Again, it would be best if you made sure that the outer joint has the ability to sync well with the larger angles. These larger angles are actually quite important for the steering of the vehicle.
If you are using a rear-wheel-drive vehicle, it will come with a rear suspension. You can easily fix a single joint to every ax-shaft.
3. Plunge Joints (Tripod & Ball-Type)
The plunge joints are pretty unique among the different types of CV joints. You can find a tripod in the joints or a central joint in it. Inside the tripod, which is also known as the spider, you can find three trunnions.
These trunnions come with sharp needle bearings. You can also find rollers that come in a spherical shape. The joints also come with an outer housing, or sometimes, with the tulip.
Some tripods come with a confined outer housing design. This is why the roller tracks stay fully inside the tripod. Again, there are some that come with an open tulip, as well as some outer housing that may keep the roller outside of it.
Tripod joints are basically and most commonly used for the front-wheel-drive system.
As for the Ball-type oints, these are actually plunging type that takes two different forms. One is a cross groove type, and the other one is the double-offset type. The cross groove’s outer housing will appear to be a doughnut that actually lies flat with the angled grooves.
And the double-offset one will come with an outer housing that is kind of cylindrical. It also comes with straight grooves.
4. Tripod Joints
Now, the tripod joints have some similarities to plunge joints. The interior of the drive shaft comes with a tripod joint. Even if there is an angle shifting, the tripod joint makes sure that the power is smoothly transmitted to the wheel.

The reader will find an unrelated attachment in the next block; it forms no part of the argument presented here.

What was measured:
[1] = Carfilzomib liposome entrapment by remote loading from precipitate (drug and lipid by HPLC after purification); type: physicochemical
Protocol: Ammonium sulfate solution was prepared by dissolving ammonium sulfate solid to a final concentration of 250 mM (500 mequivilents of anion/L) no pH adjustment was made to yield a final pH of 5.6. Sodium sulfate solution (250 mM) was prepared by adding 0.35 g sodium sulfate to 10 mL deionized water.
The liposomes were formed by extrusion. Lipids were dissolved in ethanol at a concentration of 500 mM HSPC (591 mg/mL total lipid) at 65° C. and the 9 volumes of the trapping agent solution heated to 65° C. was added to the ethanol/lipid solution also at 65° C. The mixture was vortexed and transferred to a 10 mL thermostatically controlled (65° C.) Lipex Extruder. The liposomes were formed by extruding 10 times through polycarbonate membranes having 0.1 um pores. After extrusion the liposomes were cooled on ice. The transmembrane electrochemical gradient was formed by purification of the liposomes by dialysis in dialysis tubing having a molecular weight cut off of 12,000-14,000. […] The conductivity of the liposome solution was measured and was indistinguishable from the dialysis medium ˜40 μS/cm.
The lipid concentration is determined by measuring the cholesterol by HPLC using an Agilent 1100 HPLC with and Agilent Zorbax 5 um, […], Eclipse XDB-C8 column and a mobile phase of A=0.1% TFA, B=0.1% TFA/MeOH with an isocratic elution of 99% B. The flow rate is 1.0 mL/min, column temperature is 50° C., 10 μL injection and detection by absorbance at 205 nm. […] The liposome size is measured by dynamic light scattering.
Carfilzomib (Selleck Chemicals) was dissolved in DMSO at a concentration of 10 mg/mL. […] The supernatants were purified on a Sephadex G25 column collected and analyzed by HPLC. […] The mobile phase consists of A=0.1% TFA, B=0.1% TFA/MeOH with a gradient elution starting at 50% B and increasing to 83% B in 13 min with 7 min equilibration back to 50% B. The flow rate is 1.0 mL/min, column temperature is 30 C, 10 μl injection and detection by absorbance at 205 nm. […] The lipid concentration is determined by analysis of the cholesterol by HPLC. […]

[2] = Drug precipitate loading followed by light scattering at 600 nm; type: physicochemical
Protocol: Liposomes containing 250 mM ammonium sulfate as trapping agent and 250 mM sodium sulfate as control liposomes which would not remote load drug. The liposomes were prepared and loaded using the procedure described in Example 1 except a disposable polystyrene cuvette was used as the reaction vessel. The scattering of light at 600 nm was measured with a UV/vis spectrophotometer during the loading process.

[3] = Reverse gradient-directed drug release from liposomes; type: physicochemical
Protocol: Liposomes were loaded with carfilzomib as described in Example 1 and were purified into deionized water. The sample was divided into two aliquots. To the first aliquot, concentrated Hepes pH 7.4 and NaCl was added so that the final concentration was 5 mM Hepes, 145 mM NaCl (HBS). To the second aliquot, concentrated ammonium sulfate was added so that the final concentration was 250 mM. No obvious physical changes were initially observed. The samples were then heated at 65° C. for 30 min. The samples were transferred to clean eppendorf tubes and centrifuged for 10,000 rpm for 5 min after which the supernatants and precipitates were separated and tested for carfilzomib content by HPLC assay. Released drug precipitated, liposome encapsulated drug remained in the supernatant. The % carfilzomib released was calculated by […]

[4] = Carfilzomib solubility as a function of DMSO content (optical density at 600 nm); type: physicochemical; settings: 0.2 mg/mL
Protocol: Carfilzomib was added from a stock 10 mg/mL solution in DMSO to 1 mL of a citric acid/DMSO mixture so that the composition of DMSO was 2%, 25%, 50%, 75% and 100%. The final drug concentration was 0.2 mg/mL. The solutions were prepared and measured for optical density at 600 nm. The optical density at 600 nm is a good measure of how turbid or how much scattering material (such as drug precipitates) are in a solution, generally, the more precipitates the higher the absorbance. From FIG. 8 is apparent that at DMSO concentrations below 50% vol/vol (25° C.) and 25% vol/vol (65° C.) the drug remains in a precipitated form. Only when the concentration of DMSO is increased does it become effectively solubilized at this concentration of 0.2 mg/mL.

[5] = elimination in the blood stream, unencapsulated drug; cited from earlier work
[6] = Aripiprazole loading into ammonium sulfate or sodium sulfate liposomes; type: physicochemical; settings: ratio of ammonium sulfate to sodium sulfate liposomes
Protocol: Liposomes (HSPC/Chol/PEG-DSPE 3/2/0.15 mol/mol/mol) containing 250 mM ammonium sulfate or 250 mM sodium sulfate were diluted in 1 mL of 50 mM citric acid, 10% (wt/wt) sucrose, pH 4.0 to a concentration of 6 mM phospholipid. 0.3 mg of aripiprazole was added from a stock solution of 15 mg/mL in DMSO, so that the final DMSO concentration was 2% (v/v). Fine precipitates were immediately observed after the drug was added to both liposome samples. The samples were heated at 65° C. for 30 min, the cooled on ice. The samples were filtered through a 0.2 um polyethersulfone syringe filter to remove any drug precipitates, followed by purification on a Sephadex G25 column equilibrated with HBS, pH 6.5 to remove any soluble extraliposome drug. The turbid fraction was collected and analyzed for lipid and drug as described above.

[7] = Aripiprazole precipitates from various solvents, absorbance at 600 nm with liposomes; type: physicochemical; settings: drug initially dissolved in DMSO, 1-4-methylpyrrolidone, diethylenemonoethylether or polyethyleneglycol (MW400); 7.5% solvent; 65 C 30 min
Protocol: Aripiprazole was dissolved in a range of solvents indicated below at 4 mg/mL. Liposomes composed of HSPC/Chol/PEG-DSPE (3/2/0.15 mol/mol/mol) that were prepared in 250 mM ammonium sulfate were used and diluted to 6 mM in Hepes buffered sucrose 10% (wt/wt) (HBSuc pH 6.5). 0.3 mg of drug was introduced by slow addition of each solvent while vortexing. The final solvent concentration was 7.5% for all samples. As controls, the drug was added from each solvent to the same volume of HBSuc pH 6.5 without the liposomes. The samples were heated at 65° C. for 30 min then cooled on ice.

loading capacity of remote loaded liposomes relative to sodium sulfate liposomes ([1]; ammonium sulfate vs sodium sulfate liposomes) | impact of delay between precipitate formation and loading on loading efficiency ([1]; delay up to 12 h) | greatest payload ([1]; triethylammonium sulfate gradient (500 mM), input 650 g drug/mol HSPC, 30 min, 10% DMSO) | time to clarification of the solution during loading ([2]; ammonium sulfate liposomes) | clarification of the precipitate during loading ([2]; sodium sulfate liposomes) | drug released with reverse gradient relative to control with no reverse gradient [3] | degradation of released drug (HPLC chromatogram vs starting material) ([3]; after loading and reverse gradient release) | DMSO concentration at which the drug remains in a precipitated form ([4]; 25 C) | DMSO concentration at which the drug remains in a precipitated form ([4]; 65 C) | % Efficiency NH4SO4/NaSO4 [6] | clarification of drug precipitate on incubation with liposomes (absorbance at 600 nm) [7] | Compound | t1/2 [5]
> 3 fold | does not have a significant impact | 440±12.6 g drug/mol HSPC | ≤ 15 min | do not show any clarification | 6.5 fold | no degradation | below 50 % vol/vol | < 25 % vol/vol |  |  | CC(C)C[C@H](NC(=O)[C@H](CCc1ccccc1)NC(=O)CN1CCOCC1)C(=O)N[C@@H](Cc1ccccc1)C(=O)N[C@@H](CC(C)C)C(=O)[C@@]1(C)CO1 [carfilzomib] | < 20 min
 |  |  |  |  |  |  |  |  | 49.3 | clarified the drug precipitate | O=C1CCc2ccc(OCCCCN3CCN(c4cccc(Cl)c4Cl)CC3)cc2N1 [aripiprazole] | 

One of the unique characteristics of a tripod joint is that it comes with a 3-legged spider. It is found on the rollers that look like barrels. These parts end up in a cup that contains three grooves that are synced with a differential.
As for these rollers that look like barrels, they are mounted on each other at a 120-degree angle. Plus, these rollers can quickly move forward and backward in the tulip.
5. Fixed Tripod Joints
At times, the front-wheel-drive system will apply a tripod joint that is completely fixed, similar to the outer joint. You can find the outer housing of it comes with a trunnion on it. Again, the input shaft will have an open tulip that has a number of roller bearings that will continuously turn. A steel spider holds the joint and completely locks it.
6. Inboard Joints and Outboard Joints
The vehicles that are run with front-wheel drive usually come with drivetrains containing two CV joints for every half shaft. One is an inner CV joint, and the other is the outer CV joint. The inner one is attached to the area of the transaxle. The outer one is attached around the wheel. Remember to use the best replacement CV axles for the CV joints to work correctly.
On the other hand, in the case of a rear-wheel drive, the inboard one will be on the differential, while the outboard one will be around the wheel.
When you have an in-depth idea of different types of CV joints, it’s going to be a smooth ride for you every time you board on the vehicle. That’s because you know how exactly your wheels are turning, and if there’s a cranking sound, what exactly is to replace and repair.
We hope this article has given you a precise idea of some of the most commonly used CV joints. Keep this piece bookmarked for further references!